The health of those drop outs is also likelyto be poorer than their peers and also 6 times more likely to be incarcerated(Rumberger). Factors that affect the drop-out rate are varied by different circumstancesand as complex as they may be, for almost every case, dropping out is not asudden act but it is often a process of the child being disengaged (Bell). Advanced programs in schools areless likely to place black males and more than twice as likely to place whitemales in their programs. This is happening as black males find themselves twiceas likely to be classified mentally retarded in spite of research showing thatthe intelligence level of all students no matter their race is about the same(Holzman). This is due to the lack of professional knowledge of their teachersand staff because the statistics prove so. These professionals fail to educateall students with the same equality. The way these students get disciplinedtake in account for a significant number of the Black male students who dropout of high school and don’t obtain a diploma. School suspensions are more thanlikely to happen in the lives of Black students which lead for them to endtheir school careers.
Data from the U.S Department ofEducation showed that from all K-12 African American students, 3.8 of them arefour times as likely to receive more school suspensions than their white peers.The suspension percentage rate was 18 percent for Black young boys and 10percent for Black young girls (Toppo). That same study showed that among whitestudents only 5 percent of boys and 2 percent girls were suspended only once (Toppo).Suspension is very common amongst minority students and its often quick tohappen without teachers thinking of the consequences that can lead in the livesof these students. Suspension equals to students missing valuable learning timein the classrooms and leads them to stay behind in important subjects.
The morebehind these children get, the less motivated they feel which leads to themmissing more class because they feel that it is now impossible to catch up andunderstand the material. Another outcome that comes after suspension is ditchingschool to be in the streets with their friends which can lead to the beginning ofgang affiliation and further acts that can lead to incarceration. Higher education today is not as unobtainableas it was in previous decades, it is much more common now. Although a collegedegree is significant amongst any ethnicity, in African American culture, acollege degree is significant because this race is still among the mostmarginalized ethnic group in American society (Washington). This is due to thelack of motivation students receive from teachers and often the lack of supportthat they receive from their parents as well.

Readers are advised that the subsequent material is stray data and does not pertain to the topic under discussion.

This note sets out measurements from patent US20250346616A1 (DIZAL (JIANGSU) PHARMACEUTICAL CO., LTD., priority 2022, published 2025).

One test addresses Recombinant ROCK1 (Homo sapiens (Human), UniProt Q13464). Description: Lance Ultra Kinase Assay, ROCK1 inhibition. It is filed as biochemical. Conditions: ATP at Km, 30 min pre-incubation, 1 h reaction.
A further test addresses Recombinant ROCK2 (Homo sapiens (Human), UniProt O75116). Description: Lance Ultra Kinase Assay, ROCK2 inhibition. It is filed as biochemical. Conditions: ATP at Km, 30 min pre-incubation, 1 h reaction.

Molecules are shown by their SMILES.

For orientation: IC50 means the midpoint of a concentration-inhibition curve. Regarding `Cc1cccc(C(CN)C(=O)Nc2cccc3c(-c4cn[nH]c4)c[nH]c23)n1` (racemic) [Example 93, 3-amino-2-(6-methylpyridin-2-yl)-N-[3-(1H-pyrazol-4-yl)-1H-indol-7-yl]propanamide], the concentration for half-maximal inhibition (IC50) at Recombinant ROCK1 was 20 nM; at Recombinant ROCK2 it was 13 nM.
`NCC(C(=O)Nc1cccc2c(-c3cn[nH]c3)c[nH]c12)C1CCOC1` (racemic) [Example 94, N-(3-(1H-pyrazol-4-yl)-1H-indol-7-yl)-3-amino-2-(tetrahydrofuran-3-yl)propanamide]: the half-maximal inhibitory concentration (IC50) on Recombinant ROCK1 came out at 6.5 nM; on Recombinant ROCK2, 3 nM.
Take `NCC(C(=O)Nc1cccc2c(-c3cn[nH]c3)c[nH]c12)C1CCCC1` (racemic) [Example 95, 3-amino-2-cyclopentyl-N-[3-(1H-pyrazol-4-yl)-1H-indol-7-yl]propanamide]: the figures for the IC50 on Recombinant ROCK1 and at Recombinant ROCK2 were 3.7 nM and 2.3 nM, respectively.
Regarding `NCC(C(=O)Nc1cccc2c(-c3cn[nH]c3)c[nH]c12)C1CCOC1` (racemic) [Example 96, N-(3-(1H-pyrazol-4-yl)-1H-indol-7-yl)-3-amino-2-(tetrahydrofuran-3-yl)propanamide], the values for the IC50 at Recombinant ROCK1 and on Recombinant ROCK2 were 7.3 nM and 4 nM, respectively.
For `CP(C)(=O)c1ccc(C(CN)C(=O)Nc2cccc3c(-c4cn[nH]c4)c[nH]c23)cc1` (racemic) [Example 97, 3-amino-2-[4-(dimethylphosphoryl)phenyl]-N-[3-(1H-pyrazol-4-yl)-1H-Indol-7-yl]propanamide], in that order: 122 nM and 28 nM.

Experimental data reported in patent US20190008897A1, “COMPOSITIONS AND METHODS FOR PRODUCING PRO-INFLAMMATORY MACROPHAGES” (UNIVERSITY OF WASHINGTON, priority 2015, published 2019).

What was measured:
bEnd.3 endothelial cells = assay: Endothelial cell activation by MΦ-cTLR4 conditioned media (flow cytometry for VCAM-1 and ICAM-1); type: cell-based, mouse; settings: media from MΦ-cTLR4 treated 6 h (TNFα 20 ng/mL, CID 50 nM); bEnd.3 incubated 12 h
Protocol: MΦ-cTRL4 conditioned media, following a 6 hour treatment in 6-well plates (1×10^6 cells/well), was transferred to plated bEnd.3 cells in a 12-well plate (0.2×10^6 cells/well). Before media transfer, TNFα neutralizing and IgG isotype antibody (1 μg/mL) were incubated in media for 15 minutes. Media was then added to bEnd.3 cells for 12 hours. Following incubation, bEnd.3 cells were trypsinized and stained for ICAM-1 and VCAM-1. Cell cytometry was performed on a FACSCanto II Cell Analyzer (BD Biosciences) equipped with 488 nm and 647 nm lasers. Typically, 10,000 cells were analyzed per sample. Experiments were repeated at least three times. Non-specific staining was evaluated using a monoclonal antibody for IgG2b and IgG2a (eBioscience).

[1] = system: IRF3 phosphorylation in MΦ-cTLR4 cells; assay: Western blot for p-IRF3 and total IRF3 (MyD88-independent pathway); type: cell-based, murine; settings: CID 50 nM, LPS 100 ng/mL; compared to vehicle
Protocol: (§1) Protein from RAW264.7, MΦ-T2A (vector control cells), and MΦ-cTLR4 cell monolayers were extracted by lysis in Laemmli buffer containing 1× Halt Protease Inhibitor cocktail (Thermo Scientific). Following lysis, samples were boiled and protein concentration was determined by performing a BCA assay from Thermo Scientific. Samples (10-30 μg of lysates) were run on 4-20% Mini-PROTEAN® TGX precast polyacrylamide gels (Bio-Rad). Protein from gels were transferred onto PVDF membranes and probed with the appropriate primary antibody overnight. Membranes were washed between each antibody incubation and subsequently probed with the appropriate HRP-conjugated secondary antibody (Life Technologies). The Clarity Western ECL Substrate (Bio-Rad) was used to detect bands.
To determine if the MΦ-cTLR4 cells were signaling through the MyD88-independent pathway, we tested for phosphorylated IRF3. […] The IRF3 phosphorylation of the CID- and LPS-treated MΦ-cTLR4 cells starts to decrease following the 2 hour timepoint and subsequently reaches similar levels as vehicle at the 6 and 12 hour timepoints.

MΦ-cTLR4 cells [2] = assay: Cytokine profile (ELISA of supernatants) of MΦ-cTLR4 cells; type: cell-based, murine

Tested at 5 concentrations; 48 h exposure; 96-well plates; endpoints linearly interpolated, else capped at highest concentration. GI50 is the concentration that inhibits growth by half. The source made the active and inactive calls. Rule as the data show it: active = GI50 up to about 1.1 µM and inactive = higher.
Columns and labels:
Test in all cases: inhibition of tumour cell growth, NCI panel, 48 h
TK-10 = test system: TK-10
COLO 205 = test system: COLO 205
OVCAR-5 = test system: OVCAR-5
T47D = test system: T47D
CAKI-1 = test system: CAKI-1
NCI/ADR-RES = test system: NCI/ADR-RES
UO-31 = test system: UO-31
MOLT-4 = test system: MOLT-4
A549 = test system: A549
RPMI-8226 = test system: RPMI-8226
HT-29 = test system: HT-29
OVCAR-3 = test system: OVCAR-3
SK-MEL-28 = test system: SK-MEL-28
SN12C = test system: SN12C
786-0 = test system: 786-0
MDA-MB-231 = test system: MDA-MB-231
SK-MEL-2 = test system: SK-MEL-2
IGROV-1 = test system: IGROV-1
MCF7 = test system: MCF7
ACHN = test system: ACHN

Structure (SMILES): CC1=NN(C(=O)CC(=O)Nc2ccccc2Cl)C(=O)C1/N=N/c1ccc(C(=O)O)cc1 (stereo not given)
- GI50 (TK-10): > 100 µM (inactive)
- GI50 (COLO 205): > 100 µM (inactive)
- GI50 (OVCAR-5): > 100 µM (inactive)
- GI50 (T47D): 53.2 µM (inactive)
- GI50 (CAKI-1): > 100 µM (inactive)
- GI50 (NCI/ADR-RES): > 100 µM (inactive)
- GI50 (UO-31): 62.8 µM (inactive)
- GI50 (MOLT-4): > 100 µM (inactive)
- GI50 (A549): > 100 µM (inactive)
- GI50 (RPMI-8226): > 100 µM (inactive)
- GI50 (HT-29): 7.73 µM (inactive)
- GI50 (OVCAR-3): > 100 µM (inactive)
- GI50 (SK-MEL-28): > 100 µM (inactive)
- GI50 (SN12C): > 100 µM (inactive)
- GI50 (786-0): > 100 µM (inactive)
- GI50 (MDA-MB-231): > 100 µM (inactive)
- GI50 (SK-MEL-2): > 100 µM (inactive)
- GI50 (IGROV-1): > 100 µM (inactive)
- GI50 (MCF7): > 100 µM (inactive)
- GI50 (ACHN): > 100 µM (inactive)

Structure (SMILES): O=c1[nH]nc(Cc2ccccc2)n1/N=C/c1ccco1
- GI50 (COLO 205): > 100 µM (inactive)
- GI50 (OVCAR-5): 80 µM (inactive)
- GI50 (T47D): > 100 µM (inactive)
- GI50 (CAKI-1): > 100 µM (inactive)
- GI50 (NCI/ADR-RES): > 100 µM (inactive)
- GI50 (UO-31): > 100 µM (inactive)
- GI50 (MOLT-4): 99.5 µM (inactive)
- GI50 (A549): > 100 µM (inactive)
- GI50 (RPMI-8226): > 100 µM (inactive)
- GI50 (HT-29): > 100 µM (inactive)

This leads to Black male studentsnot continuing to further their higher education. The graduation gap continuesto widen over the years and influences many black male students to drop out ofinstitutions altogether. These students have taken a significant step backwardsdue to the size of the graduation gap between African American and non-African Americanstudents of higher education (Washington). Improving the number of graduationrates is significant because in a lot of cases, black males who obtain collegedegrees tend to have children who will follow their example which then in thelong term shortens the education gap. Overall, African American malesexperience sexism at all ages and grade levels. They are often stereotyped asviolent, criminalistics, dangerous and signaled as a constant threat withouthaving evidence. I think that the problem begins when these kids are toddlersand quickly signaled as “problem children”, and after their actions are exaggeratedwhen they are just acting like any other child their age would. Black malestudents are compared often and this leads to the drop-out rates sky rocketing.
When it comes down to being realistic, the outcomes of what their lives turnout to be sometimes reflect the childhood they had. The adults that surroundthese kids have a huge impact in the choices individuals like these make andthese adults need to be more aware of it. Black teens are at an early agetreated like potential thugs and rapists (Johnson) which has to affect them insome way. The education gap will never come closer together if we don’t startseeing equality in all races.